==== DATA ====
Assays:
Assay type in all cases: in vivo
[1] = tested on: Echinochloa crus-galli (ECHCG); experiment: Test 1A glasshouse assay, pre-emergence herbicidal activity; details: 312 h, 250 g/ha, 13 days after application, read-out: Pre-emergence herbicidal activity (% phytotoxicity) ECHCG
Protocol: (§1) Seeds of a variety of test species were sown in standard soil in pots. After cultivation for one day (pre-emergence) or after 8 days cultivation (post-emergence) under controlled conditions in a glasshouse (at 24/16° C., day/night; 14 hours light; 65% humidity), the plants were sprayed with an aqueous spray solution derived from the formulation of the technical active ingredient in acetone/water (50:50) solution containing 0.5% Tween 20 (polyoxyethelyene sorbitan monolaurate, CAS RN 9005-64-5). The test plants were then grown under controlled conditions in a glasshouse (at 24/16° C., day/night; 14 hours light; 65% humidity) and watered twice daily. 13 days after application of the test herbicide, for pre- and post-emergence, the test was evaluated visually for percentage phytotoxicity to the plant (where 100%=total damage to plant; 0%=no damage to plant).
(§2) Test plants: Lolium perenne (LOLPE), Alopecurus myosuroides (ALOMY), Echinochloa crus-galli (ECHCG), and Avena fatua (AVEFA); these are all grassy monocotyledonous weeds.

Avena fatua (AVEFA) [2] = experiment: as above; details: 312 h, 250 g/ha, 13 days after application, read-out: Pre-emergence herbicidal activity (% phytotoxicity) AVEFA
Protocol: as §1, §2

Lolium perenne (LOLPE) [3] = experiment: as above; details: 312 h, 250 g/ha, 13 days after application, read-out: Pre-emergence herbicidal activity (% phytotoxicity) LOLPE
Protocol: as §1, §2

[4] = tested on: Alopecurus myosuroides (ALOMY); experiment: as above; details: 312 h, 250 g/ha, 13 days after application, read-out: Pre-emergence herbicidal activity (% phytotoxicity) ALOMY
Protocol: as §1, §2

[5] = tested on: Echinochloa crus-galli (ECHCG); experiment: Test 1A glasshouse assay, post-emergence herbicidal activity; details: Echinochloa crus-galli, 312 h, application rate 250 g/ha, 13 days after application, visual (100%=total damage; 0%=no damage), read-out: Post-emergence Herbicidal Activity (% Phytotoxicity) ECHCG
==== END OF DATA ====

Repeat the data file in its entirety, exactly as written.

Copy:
Assays:
Assay type in all cases: in vivo
[1] = tested on: Echinochloa crus-galli (ECHCG); experiment: Test 1A glasshouse assay, pre-emergence herbicidal activity; details: 312 h, 250 g/ha, 13 days after application, read-out: Pre-emergence herbicidal activity (% phytotoxicity) ECHCG
Protocol: (§1) Seeds of a variety of test species were sown in standard soil in pots. After cultivation for one day (pre-emergence) or after 8 days cultivation (post-emergence) under controlled conditions in a glasshouse (at 24/16° C., day/night; 14 hours light; 65% humidity), the plants were sprayed with an aqueous spray solution derived from the formulation of the technical active ingredient in acetone/water (50:50) solution containing 0.5% Tween 20 (polyoxyethelyene sorbitan monolaurate, CAS RN 9005-64-5). The test plants were then grown under controlled conditions in a glasshouse (at 24/16° C., day/night; 14 hours light; 65% humidity) and watered twice daily. 13 days after application of the test herbicide, for pre- and post-emergence, the test was evaluated visually for percentage phytotoxicity to the plant (where 100%=total damage to plant; 0%=no damage to plant).
(§2) Test plants: Lolium perenne (LOLPE), Alopecurus myosuroides (ALOMY), Echinochloa crus-galli (ECHCG), and Avena fatua (AVEFA); these are all grassy monocotyledonous weeds.

Avena fatua (AVEFA) [2] = experiment: as above; details: 312 h, 250 g/ha, 13 days after application, read-out: Pre-emergence herbicidal activity (% phytotoxicity) AVEFA
Protocol: as §1, §2

Lolium perenne (LOLPE) [3] = experiment: as above; details: 312 h, 250 g/ha, 13 days after application, read-out: Pre-emergence herbicidal activity (% phytotoxicity) LOLPE
Protocol: as §1, §2

[4] = tested on: Alopecurus myosuroides (ALOMY); experiment: as above; details: 312 h, 250 g/ha, 13 days after application, read-out: Pre-emergence herbicidal activity (% phytotoxicity) ALOMY
Protocol: as §1, §2

[5] = tested on: Echinochloa crus-galli (ECHCG); experiment: Test 1A glasshouse assay, post-emergence herbicidal activity; details: Echinochloa crus-galli, 312 h, application rate 250 g/ha, 13 days after application, visual (100%=total damage; 0%=no damage), read-out: Post-emergence Herbicidal Activity (% Phytotoxicity) ECHCG